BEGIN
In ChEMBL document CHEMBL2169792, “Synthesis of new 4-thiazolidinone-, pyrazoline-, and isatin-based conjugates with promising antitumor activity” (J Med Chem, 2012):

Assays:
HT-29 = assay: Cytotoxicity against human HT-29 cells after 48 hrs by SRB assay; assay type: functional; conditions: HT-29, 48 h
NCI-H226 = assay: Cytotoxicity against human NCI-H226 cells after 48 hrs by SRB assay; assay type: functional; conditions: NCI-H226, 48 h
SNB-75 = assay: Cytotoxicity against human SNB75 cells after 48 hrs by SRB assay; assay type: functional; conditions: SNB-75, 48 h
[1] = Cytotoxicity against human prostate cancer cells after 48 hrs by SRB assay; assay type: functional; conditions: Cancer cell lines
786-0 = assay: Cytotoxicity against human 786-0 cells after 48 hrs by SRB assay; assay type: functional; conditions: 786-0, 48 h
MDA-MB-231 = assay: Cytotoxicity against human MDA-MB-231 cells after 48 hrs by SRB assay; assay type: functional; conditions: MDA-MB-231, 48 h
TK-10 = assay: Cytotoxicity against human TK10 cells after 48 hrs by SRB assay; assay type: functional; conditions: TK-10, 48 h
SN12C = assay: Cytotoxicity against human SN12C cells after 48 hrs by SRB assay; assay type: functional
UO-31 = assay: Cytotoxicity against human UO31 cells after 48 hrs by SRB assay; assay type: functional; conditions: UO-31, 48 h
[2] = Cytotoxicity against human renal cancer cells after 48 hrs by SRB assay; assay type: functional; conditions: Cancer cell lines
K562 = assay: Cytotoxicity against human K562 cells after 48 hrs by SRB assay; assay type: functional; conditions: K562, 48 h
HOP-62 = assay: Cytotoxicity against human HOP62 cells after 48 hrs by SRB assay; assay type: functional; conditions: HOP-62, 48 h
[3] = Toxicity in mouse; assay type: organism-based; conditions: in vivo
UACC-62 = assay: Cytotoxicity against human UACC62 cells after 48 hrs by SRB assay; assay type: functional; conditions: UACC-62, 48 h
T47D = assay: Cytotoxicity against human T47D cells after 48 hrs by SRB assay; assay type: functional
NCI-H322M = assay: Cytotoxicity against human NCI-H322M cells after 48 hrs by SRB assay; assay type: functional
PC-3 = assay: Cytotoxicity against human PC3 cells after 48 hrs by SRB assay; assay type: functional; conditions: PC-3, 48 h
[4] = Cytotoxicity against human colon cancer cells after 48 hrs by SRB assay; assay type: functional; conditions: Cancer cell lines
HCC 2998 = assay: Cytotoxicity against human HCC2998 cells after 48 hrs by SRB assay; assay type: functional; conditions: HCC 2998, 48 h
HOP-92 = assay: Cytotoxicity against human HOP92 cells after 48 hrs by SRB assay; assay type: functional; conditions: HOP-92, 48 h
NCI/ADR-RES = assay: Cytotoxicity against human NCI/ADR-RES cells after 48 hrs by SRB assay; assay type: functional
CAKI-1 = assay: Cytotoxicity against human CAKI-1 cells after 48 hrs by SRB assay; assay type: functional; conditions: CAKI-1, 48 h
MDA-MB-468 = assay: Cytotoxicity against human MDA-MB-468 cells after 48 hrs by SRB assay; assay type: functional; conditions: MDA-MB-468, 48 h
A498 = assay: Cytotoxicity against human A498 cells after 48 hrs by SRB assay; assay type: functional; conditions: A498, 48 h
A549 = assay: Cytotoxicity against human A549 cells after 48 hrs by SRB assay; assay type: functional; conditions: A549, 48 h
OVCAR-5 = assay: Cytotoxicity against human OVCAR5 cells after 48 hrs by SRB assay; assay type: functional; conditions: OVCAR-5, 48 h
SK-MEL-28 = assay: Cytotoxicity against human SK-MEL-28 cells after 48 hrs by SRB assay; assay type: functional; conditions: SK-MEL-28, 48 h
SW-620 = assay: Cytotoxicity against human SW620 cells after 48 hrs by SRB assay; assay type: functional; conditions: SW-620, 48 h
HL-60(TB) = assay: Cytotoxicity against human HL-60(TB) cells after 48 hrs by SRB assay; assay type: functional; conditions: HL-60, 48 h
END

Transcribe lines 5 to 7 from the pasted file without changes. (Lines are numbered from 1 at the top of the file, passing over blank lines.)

SNB-75 = assay: Cytotoxicity against human SNB75 cells after 48 hrs by SRB assay; assay type: functional; conditions: SNB-75, 48 h
[1] = Cytotoxicity against human prostate cancer cells after 48 hrs by SRB assay; assay type: functional; conditions: Cancer cell lines
786-0 = assay: Cytotoxicity against human 786-0 cells after 48 hrs by SRB assay; assay type: functional; conditions: 786-0, 48 h